Back in 1984 I had one cycling hero.. maybe the last hero I had, and that was Bernard Hinault. Here in the states, he got a rap for being the guy who betrayed Opie, I mean Greg Lemond, during the '86 tour. As far as I'm concerned it was Greg who betrayed himself with his naivete and lack of acumen in discerning the nature of the relationship.
Hinault is a champion. From his youth he was a champion. You cannot take a champion like him to the vet and nueter him. He will be a pitbull no matter what. His allegence is to himself, to cycling, even to the attack itself. To pure blood of the kill. Look at the way he raced. He charged the towers when he raced. Screaming at the parapets. He lunged for the jugular when the jugular was just out of reach, daring his competitors to walk the line with him. Flame out or quench his thirst with the blood of glory. A cyclist. A hero in the greekest sense.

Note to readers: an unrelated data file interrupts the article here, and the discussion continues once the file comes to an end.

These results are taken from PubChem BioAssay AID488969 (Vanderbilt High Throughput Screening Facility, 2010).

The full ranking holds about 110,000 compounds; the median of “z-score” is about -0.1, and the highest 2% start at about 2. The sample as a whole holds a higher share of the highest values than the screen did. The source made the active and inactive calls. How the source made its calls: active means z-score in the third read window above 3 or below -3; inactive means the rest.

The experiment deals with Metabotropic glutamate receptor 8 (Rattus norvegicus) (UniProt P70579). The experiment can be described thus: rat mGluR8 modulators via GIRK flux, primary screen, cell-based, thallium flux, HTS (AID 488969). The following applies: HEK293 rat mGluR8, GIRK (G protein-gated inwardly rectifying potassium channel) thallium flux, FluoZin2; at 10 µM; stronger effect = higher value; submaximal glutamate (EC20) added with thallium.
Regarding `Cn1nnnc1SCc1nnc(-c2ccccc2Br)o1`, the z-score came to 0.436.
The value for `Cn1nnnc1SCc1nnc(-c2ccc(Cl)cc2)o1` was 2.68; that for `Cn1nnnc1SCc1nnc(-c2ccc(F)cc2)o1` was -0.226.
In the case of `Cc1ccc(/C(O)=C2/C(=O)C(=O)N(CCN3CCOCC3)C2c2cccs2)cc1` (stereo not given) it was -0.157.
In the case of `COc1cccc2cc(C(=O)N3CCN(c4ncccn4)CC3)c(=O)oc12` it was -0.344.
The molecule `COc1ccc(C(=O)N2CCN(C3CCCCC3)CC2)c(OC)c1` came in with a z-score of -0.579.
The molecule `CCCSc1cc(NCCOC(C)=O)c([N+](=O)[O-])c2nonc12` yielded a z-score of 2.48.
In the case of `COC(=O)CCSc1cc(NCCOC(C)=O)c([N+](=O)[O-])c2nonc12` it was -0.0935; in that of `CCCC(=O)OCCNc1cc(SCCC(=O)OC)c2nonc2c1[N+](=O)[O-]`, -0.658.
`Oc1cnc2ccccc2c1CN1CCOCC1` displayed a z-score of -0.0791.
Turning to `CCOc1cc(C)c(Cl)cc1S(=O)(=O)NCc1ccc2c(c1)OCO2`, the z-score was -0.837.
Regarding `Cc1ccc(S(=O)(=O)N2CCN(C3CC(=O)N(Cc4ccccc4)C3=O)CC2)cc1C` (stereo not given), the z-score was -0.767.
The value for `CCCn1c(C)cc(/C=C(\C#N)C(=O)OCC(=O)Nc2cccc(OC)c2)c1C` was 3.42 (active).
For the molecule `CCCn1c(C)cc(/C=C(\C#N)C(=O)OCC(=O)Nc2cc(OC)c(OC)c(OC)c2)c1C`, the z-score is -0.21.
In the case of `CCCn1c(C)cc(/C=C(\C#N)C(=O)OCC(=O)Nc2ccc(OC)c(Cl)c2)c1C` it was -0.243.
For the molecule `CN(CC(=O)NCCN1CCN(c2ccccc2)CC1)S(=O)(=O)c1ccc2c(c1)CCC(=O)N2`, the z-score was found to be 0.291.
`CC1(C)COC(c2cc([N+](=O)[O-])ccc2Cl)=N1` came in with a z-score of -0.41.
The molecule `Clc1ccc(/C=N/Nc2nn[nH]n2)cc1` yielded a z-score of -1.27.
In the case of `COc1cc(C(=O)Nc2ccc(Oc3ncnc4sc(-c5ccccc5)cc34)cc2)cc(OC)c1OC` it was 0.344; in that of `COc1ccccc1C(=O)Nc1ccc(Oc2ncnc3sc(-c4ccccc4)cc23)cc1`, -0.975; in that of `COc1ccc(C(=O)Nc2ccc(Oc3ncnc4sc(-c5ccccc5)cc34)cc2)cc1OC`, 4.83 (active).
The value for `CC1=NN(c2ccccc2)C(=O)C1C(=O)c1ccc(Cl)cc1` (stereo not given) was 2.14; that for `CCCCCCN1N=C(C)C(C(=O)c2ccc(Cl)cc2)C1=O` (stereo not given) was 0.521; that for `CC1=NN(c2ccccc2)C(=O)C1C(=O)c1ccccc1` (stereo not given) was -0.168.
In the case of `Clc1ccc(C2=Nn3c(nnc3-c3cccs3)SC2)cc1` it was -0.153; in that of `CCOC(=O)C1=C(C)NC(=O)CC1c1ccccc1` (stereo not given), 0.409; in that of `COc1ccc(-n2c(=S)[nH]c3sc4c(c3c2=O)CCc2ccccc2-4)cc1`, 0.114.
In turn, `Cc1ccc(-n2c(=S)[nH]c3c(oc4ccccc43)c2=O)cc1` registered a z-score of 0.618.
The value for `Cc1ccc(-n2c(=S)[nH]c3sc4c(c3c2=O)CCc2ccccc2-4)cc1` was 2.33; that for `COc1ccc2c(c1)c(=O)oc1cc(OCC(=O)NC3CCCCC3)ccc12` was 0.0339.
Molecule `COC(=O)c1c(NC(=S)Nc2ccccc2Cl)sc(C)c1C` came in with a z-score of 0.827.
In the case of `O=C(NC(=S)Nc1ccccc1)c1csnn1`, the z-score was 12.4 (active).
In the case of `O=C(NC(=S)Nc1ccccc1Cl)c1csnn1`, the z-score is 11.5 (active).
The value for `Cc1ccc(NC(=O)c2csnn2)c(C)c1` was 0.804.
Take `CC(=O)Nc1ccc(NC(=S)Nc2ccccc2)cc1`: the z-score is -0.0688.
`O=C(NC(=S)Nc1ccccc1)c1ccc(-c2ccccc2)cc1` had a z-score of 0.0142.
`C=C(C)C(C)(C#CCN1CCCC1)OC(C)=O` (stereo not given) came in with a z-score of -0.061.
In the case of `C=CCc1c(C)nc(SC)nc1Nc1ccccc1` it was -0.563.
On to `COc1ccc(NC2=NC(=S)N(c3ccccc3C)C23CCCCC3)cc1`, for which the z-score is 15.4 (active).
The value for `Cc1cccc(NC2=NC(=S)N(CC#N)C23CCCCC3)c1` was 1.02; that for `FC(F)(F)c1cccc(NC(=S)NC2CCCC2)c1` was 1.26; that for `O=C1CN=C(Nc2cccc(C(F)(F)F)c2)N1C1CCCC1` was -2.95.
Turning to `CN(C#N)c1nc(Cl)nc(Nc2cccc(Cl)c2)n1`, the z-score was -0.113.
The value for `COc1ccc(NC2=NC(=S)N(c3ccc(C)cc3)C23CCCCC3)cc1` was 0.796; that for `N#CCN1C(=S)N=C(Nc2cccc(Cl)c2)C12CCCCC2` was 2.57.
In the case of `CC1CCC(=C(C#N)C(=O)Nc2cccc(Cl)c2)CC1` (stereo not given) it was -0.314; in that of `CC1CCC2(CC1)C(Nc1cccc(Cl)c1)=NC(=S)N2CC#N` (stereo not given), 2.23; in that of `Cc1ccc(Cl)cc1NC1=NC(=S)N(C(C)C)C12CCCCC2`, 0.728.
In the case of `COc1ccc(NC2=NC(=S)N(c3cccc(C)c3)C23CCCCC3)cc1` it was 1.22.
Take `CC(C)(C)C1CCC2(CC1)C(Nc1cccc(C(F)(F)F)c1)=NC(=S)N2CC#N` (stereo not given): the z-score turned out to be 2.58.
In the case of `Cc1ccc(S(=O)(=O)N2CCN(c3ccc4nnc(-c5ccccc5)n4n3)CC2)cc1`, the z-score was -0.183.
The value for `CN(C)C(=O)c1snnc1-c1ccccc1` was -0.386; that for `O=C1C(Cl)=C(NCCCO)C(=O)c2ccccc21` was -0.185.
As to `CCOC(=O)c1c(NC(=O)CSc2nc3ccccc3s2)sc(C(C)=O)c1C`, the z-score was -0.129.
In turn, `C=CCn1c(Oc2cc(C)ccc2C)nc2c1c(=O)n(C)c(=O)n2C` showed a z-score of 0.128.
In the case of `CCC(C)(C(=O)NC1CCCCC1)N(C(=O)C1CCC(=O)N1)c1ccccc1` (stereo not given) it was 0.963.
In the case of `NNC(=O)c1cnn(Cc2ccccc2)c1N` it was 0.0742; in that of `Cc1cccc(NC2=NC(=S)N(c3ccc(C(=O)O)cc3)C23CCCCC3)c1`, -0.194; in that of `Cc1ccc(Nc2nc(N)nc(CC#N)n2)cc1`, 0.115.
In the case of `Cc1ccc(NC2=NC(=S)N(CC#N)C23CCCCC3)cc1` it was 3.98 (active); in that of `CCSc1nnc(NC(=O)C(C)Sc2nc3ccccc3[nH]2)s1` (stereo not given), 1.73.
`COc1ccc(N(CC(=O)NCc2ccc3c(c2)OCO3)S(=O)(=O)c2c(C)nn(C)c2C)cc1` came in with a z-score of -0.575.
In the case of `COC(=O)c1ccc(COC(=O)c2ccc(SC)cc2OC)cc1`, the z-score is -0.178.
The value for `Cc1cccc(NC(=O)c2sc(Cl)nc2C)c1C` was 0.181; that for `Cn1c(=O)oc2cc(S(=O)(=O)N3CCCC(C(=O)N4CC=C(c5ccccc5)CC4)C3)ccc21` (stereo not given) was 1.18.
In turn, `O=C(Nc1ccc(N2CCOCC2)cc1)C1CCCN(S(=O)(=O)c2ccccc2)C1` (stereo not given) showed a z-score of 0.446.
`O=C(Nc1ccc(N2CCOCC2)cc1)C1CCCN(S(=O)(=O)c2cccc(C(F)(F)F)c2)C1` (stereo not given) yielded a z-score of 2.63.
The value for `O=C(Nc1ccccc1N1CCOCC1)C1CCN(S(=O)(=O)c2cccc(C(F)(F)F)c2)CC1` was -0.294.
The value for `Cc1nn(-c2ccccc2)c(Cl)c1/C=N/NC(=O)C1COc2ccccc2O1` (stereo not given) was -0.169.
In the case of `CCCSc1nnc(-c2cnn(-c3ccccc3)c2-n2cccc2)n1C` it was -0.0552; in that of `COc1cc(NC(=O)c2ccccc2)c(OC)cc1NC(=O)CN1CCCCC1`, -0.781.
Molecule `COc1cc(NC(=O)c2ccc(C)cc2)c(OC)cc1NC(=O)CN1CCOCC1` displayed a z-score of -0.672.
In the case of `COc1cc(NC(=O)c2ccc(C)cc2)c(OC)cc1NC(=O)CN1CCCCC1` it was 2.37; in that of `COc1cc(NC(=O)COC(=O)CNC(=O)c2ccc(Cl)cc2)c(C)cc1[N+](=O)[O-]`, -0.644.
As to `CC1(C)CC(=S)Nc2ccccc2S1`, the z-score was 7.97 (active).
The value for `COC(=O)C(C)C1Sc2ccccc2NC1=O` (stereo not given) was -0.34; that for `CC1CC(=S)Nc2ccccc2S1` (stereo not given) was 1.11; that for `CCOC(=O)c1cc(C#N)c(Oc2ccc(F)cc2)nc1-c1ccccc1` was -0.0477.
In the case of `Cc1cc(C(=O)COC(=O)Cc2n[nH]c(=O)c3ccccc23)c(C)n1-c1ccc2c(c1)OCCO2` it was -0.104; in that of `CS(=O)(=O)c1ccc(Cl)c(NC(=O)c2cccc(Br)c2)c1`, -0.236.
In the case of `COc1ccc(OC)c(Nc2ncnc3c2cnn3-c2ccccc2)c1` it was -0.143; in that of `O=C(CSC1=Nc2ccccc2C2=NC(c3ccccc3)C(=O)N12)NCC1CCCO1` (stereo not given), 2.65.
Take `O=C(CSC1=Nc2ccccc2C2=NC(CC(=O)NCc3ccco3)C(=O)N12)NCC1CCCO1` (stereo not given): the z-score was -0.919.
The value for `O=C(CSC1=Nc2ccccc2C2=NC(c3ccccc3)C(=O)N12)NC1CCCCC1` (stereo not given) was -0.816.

Since the 'Armstrong era' began I've had this feeling that something about cycling had changed since I'd left it. The brash, confident and reckless attacks of the likes of Sean Kelly or Bernard Hinault were missing in my mind. The calculated, controlled and overbearing control of the race that Postal, or Discovery exerted stifled the race, stifled the spirit of cycling. Proof that control will win races, the directors began plotting conservative strategies on race control and dominance. The individual personalities, the passion and suffering of the individual was placed in service to this control. Where was the brash attack? The suicide break? 'killing is not enough, you must win the fight' keeps running through my head. Hinault always rode without fear- Fear of others, or his own limitations. He flew from the pack when it served his interest, his desire, his intention. He did not fear his director, his teammates, the peloton, the fans, or even his sponsors. He road for himself. In his interview posted this evening on VeloNews crystallizes all of this.